In one of the most mind-numbingly insouciant moments of the 2016 election cycle, at the CBS News debate, Hillary Clinton and Donald Trump were asked by a normie to the tenth degree to name something they respect in the other. They both gave cheap answers and centrist corners of the internet idealized the moment for a solid week or so as the symbol of the mythic American Democratic spirit and the last dying hope for bi-partisanship. In retrospect (or even at the time), it was an embarrassment. Someone at CBS had to approve the question. Anderson Cooper and Martha Raddatz nod in confirmation, donning smiles on their faces as the question levels the playing field and validates the “two evils” hypothesis prompted by reluctant Trump voters and conservative abstainers who “just couldn’t” get themselves to vote for Hillary. More importantly, the question set aside real politics—the shifting demographies of power and “the part of those without a part” to find a part, to loosely use a phrase coined by Jacques Rancière—for bullshit.
Two years later, director Peter Farrelly would win the Academy Award for Best Picture for Green Book, a movie with a complicated critical legacy to say the least. In Green Book, Farrelly seems to think he’s a leftist—and maybe if it were made in the 1960s, he’d be called that. But it wasn’t and he’s not. Like the normie at that 2016 debate, Farrelly has no idea what politics are: the fight for the “part.” For the French philosopher Rancière, politics is the attempt to be counted in a system that always miscounts or discards. It’s those without a part struggling for a part.
In Farrelly’s political perspective, politics is something lighter, almost unimportant, and he goes to great lengths to purge real political gravity from his films. In his newest movie, The Greatest Beer Run Ever, Zac Efron plays the real-life “hero” John ‘Chickie’ Donohue who experiences some sort of coming-of-age crisis and, trying to lift the diminishing spirits of American soldiers, he decides to deliver beer to his friends serving in Vietnam. His sister, Christine (Ruby Ashbourne Serkis), a Columbia student who protests the war in strictly non-violent ways, antagonizes Chickie and his war-happy friends with her anti-war inclinations.
After Chickie gets the idiotic idea to take PBR to his friends on the frontline (even though the soldiers already had access to American beer), the local bartender and WWII veteran (played effortlessly by Bill Murray) opines that war ain’t made for television. It just doesn’t have the same romance as it does in the movies. And, importantly, its graphic depictions deflate pro-war efforts.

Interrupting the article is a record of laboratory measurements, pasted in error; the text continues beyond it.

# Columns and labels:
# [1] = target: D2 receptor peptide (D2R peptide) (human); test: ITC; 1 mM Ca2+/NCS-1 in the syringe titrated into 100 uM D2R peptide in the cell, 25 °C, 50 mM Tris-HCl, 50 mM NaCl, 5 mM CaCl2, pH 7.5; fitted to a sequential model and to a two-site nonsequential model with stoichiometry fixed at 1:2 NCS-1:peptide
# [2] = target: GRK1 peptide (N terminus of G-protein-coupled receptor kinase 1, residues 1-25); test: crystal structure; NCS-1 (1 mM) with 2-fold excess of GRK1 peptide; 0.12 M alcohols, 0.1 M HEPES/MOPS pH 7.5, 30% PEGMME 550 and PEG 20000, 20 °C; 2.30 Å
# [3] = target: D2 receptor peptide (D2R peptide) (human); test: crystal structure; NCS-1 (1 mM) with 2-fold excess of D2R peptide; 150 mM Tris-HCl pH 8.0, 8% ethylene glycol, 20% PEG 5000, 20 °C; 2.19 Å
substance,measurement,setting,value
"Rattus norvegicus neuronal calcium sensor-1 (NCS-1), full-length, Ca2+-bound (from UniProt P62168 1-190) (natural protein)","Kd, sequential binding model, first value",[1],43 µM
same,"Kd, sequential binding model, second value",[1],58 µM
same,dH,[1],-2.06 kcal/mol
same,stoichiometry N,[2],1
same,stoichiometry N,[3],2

The problem is… in The Greatest Beer Run Ever, it sort of is made for television. The filmmakers try to have their PBR-flavored cake and eat it too—and that just doesn’t fly in a movie about the lies and deception of mass murder that was Vietnam. It’s the approach of that CBS debate drawn to the scale of mass murder.
In its most apathetic scene, the definitionally stereotypical one-dimensional American war correspondent Coates (Russell Crowe) runs to the American embassy in Saigon alongside Chickie, at the peak of the Tet Offensive, in which the Viet Cong forces successfully infiltrated the embassy. Shot like a traditional war sequence with quick edits and shaky cam, Coates fires back shamelessly with the camera of journalistic truth. To whom he is firing at? Any and everyone committing violence: the North, the South, the Americans, etc. While from Farrelly’s American anti-Vietnam protestor perspective this appears noble and good, from a Vietnamese perspective it neuters the reality of the American invasion. The film seems to find it urgent to say “violence is bad,” in all its forms.
Sure, there are a few moments of genuine violence– when the singular good non-white person ‘Oklahoma’ Hieu (Kevin K. Tran) lies dead in the street, when an armless soldier stumbles out of the shadowy smoke of an explosion, etc– and it’s all shot in the same dry green-orange cinematography of Green Book. Only now, rather than playing into a period aesthetic in a mismatch of style and content, the standardish film-stock look makes these violent shots stunningly beautiful. One of the most impressive shots in the entire film traces a man thrown out of a helicopter from afar, as he lunges headfirst to the canopy of trees that will crush his spinal cord and his head. But, with the violence sanitized, we don’t see that: we only see the beauty right before.
In Farrelly’s political effort, the Vietnamese are largely “miscounted”—a terribly difficult accomplishment for a movie set during a war in which they’re slaughtered like animals and bombed like Communists in a Ted Cruz dream. And, of course, there are the Black Americans, whose plight and protest surrounding the Vietnam War are also miscounted (to the point of complete neglect). First Man somehow managed better on this one.
Chickie has a lukewarm change of heart. He doesn’t quite join the ranks of his sister’s protesting friends, but he no longer understands the war and can’t stand the lies being told by President Johnson on nightly television. That’s the problem with Effron’s Chickie (I don’t want to speak for the real Donohue). Even after seeing the war with his own two eyes, he doesn’t know what to think. He’s not quite at the point of disgust and finds it within himself to not lash out at the senseless words of the bartender upon his “patriotic” return. That’s exactly what a half-cocked approach to mass murder gets you: lukewarm, aloof politics. I’m a little bit surprised Farrelly didn’t want to ask us to name something respectable about Lyndon B. Johnson and his approach to the Vietnam War. It would have fit just fine.
The Greatest Beer Run Ever
dir. Peter Farrelly
Streams exclusively on Apple TV+ starting Friday, September 30th.